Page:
In 1981, Weather Underground members Kathy Boudin and David Gilbert drove a getaway truck for a group of Black Liberation Army members attempting to rob a Brinks truck in Nyack, New York. After a number of successful armored truck robberies with no one harmed, this one failed and two police officers and one Brinks truck driver were killed.

In 1981, Brinks heist suspects Kathy Boudin, David Gilbert and Judith Clark are led from Nyack police headquarters after arraignment on murder charges.
In 1981, Brinks suspects David Gilbert, Kathy Boudin and Judith Clark are led from arraignment hearing in courthouse in Nyack, New York. [Source:]

A group of city, state and federal law enforcement formed in New York, calling itself the Joint Terrorist Task Force (JTTF). They used this incident to target a vast number of White, Black and Hispanic activists who were forced underground but captured and charged in association with these actions over the next five years.

While Mutulu Shakur did not participate in the Brinks truck robberies, the JTTF indicted him for “conspiracy” to rob these Brinks trucks under the Racketeer Influenced and Corrupt Organizations (RICO) Act.

The JTTF did not capture Mutulu until 1986, making him the last person captured for these actions. Along with the conspiracy charges, prosecutors charged Mutulu with involvement in the Black Liberation Army’s liberation of Assata Shakur.

Despite the fact that presiding Judge Charles Haight admitted that the FBI’s COINTELPRO violated Mutulu’s rights and top witness Tyrone Ryson was a paid informant involved in the actual Brinks truck crimes, Judge Haight sentenced Mutulu to 60 years in prison.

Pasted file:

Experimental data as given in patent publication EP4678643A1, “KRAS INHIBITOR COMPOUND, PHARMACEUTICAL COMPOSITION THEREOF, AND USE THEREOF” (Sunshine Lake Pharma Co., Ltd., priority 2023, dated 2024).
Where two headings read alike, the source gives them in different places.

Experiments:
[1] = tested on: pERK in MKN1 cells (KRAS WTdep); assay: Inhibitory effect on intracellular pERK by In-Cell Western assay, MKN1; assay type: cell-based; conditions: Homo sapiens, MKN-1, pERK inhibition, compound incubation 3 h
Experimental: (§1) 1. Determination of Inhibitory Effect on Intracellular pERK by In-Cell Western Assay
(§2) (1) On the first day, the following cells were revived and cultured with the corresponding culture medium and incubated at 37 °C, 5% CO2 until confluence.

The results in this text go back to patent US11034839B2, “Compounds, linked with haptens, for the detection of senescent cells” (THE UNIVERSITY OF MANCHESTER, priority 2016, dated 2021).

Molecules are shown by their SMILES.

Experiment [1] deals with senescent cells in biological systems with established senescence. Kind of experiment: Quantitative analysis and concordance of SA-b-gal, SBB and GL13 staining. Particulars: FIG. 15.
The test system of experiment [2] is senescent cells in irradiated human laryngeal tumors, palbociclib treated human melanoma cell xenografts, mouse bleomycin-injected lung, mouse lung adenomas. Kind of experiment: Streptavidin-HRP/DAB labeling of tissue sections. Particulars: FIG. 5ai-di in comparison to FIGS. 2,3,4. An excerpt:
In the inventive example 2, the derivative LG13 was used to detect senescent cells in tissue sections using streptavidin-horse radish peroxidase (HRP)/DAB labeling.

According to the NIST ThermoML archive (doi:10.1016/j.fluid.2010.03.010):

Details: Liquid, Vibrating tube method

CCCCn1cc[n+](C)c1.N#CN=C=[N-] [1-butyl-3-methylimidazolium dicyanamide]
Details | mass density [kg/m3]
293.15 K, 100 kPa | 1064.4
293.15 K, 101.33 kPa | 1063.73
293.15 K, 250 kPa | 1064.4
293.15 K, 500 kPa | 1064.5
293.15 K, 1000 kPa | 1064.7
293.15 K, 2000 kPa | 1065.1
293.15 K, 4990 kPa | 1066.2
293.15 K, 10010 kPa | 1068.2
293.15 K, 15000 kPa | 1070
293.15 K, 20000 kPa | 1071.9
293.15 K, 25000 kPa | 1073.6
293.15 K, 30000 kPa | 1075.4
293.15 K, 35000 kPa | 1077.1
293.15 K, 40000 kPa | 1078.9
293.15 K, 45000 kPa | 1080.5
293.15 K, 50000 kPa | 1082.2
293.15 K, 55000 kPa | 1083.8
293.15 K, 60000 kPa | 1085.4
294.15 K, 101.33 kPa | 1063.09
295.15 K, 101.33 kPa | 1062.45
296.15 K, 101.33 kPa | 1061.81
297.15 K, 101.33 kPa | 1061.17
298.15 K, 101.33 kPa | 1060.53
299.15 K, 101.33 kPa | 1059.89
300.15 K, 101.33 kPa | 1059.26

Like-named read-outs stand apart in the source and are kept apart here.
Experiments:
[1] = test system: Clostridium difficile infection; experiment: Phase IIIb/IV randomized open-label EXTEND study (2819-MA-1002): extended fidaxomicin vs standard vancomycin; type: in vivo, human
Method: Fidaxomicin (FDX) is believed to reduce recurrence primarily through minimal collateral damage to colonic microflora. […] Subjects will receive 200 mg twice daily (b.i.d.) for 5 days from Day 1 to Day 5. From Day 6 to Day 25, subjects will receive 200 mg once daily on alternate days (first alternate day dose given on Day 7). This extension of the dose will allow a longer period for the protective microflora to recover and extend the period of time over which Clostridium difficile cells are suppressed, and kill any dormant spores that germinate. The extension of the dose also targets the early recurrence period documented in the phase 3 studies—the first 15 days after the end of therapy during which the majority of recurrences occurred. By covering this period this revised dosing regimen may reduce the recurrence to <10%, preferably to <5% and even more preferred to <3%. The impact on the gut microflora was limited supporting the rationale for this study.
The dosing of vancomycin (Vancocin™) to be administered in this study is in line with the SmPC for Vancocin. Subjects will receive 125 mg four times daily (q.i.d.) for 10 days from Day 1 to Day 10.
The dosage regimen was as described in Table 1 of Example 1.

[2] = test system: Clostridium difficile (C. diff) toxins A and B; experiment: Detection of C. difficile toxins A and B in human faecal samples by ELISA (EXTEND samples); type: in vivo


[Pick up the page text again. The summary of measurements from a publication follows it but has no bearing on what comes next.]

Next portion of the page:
Mutulu’s Stepson Tupac’s Entertainment Stardom and Activist Projects

By the end of 1991, Mutulu’s stepson with Afeni, Tupac Shakur, had his first rap CD, 2Pacalypse Now, released with Interscope Records and starred in his first movie, Juice. Witnesses also told a Crip gang leader that police had murdered several more unarmed gang members, including his cousin, just before the Los Angeles riots started at the end of that year.

A color photograph of Tupac Shakur, wearing a red ball cap and red shirt.
Tupac Shakur [Source:]

The Los Angeles “riots” (“rebellions” according to activists), started after news media showed film of many police nearly beating Rodney King to death and the police then being found not guilty in court. By April 1992, some former Black Panthers convinced gang leaders to call a gang peace truce, and to turn to political activism.

Mutulu and Tupac’s extended Black Panther family took part in this movement, with Tupac and Mutulu devising the “Code of THUG LIFE” that called for gangs to decrease any damage to their community. Tupac helped bring together rival Bloods and Crips gang leaders fighting over drug-selling turf, and they agreed to the Code of THUG LIFE and called peace truces.